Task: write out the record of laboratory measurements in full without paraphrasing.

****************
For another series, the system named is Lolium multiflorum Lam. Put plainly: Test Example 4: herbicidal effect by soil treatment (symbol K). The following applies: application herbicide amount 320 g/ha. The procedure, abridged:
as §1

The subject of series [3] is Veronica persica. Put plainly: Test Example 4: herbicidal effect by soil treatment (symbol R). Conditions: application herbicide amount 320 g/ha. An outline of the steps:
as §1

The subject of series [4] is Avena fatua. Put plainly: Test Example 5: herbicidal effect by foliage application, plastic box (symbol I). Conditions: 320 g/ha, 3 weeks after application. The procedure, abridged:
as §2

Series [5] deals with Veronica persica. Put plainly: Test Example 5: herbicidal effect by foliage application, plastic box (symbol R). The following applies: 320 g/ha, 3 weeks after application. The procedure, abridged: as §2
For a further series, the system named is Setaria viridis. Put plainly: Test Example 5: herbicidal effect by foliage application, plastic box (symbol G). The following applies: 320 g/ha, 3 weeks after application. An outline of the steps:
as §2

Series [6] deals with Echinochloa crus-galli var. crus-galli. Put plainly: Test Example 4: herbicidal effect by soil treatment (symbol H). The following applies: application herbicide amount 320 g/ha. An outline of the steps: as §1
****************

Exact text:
For another series, the system named is Lolium multiflorum Lam. Put plainly: Test Example 4: herbicidal effect by soil treatment (symbol K). The following applies: application herbicide amount 320 g/ha. The procedure, abridged:
as §1

The subject of series [3] is Veronica persica. Put plainly: Test Example 4: herbicidal effect by soil treatment (symbol R). Conditions: application herbicide amount 320 g/ha. An outline of the steps:
as §1

The subject of series [4] is Avena fatua. Put plainly: Test Example 5: herbicidal effect by foliage application, plastic box (symbol I). Conditions: 320 g/ha, 3 weeks after application. The procedure, abridged:
as §2

Series [5] deals with Veronica persica. Put plainly: Test Example 5: herbicidal effect by foliage application, plastic box (symbol R). The following applies: 320 g/ha, 3 weeks after application. The procedure, abridged: as §2
For a further series, the system named is Setaria viridis. Put plainly: Test Example 5: herbicidal effect by foliage application, plastic box (symbol G). The following applies: 320 g/ha, 3 weeks after application. An outline of the steps:
as §2

Series [6] deals with Echinochloa crus-galli var. crus-galli. Put plainly: Test Example 4: herbicidal effect by soil treatment (symbol H). The following applies: application herbicide amount 320 g/ha. An outline of the steps: as §1